Prepare the batter:
Soak the rice and lentils together overnight in sufficient water. Next morning drain the water, rinse till water runs clean, drain, and grind to a paste. To grind add 1/4 cup of the prepared buttermilk or more if needed, a tablespoon at a time. Stop the motor in between and push the lentils down the sides so that the blend is even. The batter should resemble pancake batter so try and add buttermilk sparingly. You can increase the liquid towards the end if needed.

Pour into a mixing bowl. Add the grated bottle gourd or zucchini. Set aside.

Run the ginger, green chillies, and garlic cloves together in a mixer or just pound together in a mortar. Add to the batter along with coriander leaves. Heat 2 Tbsp of oil and add asafetida to it. Pour this into the batter.

Add turmeric powder, salt and sugar. Mix the batter well. If thick adjust with more buttermilk till it attains the consistency of pancake batter.

Add baking powder and a pinch of baking soda. Mix first in figures of eight and then beat well so that the seasonings and leavening agents are uniformly distributed. Taste and check the salt.

Oven Method:
Pre-heat oven to 180 degrees C [350 degrees F].

Pour batter into the prepared pan till it reaches half way up, carefully and evenly so that the seasonings are not pushed to the sides of the pan. Tap to even the surface. A jelly pan works best, but if you do not have one use a square cake pan. I also like to use a bundt pan as it makes cutting much easier.

Bake at 180 degrees C [350 degrees F] till the top starts browning, about 35-40 minutes. If the top is firm and browned the cake is done. If your oven has burn points, rotate half way through. If the batter starts browning in 15 minutes, reduce temperature to 160 degrees C [320 degrees F] and continue.

Remove and cool in pan for ten minutes before slicing. The cake tends to stick to the bottom and it is best to slice in the pan and remove with a pancake turner.

Stove top method:
Heat a skillet and season with mustard, sesame and curry leaves like you did earlier. Pour a thick layer of batter, about three ladles evenly. Level the surface without disturbing the seasoning.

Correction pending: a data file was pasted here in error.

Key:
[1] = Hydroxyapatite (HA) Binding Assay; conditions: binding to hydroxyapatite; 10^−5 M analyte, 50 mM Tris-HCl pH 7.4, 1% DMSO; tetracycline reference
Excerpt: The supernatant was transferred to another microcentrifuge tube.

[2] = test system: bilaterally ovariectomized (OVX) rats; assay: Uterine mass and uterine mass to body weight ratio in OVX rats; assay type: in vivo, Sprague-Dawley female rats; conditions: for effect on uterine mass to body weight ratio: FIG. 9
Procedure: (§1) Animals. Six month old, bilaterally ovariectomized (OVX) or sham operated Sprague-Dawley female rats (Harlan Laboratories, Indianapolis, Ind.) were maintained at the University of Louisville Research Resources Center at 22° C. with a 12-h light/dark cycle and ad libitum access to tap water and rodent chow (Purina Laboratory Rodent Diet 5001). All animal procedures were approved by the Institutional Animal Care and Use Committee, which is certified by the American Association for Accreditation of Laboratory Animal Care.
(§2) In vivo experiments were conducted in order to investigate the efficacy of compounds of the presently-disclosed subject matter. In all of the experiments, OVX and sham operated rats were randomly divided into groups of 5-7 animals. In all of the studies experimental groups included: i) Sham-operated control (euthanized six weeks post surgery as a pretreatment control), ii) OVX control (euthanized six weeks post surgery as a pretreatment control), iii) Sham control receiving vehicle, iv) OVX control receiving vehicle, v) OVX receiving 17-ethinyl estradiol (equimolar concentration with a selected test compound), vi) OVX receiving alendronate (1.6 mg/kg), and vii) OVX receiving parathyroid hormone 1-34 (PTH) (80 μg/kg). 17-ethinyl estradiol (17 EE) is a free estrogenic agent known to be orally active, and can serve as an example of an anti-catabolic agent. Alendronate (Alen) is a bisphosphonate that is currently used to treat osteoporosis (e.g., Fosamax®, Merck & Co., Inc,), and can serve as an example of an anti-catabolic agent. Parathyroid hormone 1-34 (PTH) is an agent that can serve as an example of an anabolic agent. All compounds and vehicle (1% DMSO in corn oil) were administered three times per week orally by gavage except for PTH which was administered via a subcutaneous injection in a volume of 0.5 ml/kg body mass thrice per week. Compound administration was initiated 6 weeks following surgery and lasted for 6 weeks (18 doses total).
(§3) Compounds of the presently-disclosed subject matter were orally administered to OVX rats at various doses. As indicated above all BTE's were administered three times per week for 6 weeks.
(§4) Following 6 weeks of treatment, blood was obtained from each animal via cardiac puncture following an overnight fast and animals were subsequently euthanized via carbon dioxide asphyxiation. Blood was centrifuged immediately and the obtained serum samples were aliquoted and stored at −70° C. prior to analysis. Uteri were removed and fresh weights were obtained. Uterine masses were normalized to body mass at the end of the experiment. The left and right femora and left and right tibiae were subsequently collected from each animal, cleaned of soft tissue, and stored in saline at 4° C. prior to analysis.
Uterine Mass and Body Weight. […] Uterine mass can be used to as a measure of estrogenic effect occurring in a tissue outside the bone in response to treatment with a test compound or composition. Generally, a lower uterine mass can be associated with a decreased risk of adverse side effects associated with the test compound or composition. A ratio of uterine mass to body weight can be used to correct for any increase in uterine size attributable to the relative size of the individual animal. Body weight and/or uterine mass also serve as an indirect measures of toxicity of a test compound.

Cover and cook on very low heat for about 7-10 minutes. With a flat spatula raise once corner and check whether browned underneath. If not cook a little more. Using a broad spoon and a broad pancake turner, carefully remove the cake and turn it over to cook the other side. Hold the cake on the top with one spoon while turning else it might break. Again cover and cook for the same time till the base is browned. Do not increase the heat.

Remove onto a plate. Cool for about 2-3 minutes before cutting into wedges.

Repeat with the rest of the batter. This will make 2 handvo cakes.

While serving garnish with extra seasoning and coriander leaves or fresh grated coconut. Serve with mint chutney or tamarind chutney. If its tea time you will not need the chutneys.

Recipe for vegan buttermilk:
I soak about 10 cashews in hot water till soft and blend to a fine paste. Thin it with warm water till it reaches the consistency of milk. Measure 1/2 cup and add lemon juice to make sour buttermilk. Alternatively, use fresh pressed coconut milk or any non-dairy milk of your choice, and add lemon juice. Set aside till needed. Taste and check for sourness. Adjust with more lemon juice as needed.

The cake will be dense and not rise as much as regular cakes. If using bottle gourd or zucchini the cake tends to be a little sticky and not spongy. I noticed that if I use onions or carrots the cake gets a spongy texture. I suppose it has something to do with the liquid in the gourd. You can also try finely chopped coriander, spinach or fenugreek leaves.

If you would like the cake really spicy add 1/2 a teaspoon of red chili powder alongwith salt. Substitute pearl millet flour or sorghum flour (4 Tbsp PLUS 1 tsp) instead of rice. I have reduced the quantity of the flour here because they are more dense than rice.

I enjoyed my time here and hope you enjoyed my post too.

Sunday, April 3, 2011

For My Love: Moist Yellow Caramel Cake and Chocolate Baileys Cupcakes with Liqueur Shots

Birthday Dessert Table